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Old 15 August 2019, 10:39   #73
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Join Date: Jun 2016
Location: UK
Posts: 334
Originally Posted by Photon View Post
Pacman would not be less fun if you collided when you collided. What kind of nonsense is this?
I guess you haven't played the original arcade version much. I own an original board, BTW.

The game is played out in a claustrophobic little maze and the ghosts are often right on your tail. Particularly when it comes to corners they get very close because the gap temporarily narrows as you change direction.

If collision detection was pixel perfect they would have had to adjust the movement of the ghosts to make the game easier. It would just have been way too hard and unforgiving. Hit boxes might have worked but would have had to have been fairly small.

You are talking about a game that is a certified classic, one which was so popular the Japanese government had to mint more 100 yen coins because of it.

Bullet hell is basic and represents a lack of innovation, not innovation.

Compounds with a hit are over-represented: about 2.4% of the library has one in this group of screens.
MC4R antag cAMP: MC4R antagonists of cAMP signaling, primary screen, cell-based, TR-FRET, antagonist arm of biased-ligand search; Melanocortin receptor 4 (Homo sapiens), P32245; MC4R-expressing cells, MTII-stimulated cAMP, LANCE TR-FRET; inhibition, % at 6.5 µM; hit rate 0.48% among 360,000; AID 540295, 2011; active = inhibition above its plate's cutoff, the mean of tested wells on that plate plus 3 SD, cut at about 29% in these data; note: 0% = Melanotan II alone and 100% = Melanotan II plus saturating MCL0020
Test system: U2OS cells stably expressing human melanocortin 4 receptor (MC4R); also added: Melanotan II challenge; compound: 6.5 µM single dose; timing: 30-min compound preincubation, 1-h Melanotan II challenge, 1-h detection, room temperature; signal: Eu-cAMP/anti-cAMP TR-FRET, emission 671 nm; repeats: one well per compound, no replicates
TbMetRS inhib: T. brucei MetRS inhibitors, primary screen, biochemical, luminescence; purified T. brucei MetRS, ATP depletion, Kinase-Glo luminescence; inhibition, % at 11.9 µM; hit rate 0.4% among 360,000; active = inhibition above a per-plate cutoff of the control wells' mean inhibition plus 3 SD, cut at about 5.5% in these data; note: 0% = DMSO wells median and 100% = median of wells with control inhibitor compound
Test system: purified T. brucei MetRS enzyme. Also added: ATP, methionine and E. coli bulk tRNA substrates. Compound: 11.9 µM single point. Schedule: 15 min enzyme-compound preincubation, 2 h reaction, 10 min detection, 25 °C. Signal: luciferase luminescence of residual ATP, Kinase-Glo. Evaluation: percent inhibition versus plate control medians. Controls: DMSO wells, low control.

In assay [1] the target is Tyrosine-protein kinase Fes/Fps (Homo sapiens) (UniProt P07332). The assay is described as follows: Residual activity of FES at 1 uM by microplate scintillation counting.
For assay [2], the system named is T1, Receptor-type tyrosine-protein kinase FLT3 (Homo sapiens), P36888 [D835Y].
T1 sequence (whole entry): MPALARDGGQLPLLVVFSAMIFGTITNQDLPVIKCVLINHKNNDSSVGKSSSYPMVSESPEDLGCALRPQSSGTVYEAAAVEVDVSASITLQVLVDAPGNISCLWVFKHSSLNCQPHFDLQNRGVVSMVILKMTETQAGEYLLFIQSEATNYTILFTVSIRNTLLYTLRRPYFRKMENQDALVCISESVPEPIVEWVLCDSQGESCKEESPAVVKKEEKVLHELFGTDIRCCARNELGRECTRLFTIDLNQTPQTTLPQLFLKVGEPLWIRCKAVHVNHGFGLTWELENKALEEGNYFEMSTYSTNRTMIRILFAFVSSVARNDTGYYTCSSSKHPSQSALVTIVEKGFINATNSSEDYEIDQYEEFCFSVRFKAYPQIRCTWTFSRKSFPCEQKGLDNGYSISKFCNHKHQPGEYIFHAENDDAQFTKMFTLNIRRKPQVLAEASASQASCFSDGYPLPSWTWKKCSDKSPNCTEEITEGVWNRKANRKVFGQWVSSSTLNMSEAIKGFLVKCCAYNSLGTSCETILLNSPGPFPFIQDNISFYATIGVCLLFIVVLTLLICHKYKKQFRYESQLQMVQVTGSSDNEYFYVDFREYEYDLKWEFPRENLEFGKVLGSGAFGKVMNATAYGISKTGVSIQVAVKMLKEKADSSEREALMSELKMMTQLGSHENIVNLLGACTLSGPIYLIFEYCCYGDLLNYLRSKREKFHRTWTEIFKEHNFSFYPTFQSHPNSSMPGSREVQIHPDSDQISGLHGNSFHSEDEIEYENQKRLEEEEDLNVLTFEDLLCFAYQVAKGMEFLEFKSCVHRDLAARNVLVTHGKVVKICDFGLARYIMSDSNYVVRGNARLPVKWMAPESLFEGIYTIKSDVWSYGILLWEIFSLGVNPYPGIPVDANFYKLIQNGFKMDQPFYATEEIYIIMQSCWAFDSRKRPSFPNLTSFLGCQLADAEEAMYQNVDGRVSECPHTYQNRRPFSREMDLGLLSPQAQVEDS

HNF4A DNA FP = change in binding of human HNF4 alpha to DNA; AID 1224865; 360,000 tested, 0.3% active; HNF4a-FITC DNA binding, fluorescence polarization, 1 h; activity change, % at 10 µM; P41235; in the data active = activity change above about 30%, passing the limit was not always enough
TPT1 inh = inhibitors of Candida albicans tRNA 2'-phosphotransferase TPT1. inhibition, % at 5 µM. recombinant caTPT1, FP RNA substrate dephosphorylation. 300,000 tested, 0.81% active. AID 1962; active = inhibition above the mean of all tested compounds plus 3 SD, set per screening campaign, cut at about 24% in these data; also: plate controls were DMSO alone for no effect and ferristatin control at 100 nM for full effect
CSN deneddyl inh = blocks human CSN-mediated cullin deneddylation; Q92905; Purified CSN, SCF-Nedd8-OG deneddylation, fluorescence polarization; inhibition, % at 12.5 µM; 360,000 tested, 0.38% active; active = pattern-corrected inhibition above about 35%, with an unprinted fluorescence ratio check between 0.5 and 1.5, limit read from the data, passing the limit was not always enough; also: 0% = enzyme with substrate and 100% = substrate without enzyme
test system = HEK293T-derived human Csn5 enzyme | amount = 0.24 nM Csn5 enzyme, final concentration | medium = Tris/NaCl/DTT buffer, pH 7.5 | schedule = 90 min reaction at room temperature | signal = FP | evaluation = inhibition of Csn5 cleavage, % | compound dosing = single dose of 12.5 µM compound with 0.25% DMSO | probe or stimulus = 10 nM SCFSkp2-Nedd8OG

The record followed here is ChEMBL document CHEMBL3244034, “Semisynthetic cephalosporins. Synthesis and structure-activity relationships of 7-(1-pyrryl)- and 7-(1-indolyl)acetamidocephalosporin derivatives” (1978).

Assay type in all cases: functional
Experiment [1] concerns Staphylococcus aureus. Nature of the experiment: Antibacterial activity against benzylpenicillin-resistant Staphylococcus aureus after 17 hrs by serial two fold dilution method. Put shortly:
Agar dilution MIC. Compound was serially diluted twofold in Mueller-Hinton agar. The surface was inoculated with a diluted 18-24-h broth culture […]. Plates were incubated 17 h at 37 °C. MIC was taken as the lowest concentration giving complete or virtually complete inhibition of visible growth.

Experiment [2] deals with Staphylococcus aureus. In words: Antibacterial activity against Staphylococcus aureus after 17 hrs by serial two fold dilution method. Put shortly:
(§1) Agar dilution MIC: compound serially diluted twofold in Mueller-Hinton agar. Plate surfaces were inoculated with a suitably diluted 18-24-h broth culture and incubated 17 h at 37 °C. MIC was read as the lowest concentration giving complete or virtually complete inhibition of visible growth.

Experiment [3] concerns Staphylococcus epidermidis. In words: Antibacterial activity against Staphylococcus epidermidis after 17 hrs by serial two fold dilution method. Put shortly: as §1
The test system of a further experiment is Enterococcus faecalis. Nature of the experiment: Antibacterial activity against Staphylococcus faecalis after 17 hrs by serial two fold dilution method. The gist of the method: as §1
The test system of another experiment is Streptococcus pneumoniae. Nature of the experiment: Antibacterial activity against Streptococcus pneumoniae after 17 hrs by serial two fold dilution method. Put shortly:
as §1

I see you aren't a fan of the genera. If you can get a copy of the Ikaruga Appreciate DVD, or even just watch some of the top players on YouTube, you might understand.

Gradius has nowhere near 100 collidables on screen either.
Never claimed it was. Read more carefully.

The fact that collision works with flickering sprites at all (is flicker also OK in a game, according to you?)
In Gradius on the PC Engine it is. It's been done such that it affects the player's shots and large boss enemies rather than stuff that is a direct threat to the player. Obviously it's not ideal but given the limitations of the hardware it's an acceptable compromise.

What you would do? Make the enemies smaller or reduce the number of them to avoid flicker? Take away the laser weapon and replace it with something less fun because it flickers now and then?

Difficulty levels are implemented in arcade action games by skilled programmers writing perfect AI (which is easy) and then degrading it to human levels - in an interesting and/or semi-realistic way (this is the hard part).
Not at all. In fact most Japanese shooters have very simple AI, that isn't really AI in any sense. Again, check out Ikaruga for the absolute pinnacle of the genera, but generally any patterns and movement logic are designed for a specific purpose. Somewhat predictable behaviour is preferred so that players can learn the game rather than always just reacting to it.

Unfair, you say. A collision that you check for but miss because you don't care is the definition of unfair
People are very tolerant of "unfair" misses if it's in their favour. Nobody ever threw down their controller in disgust because they didn't die.
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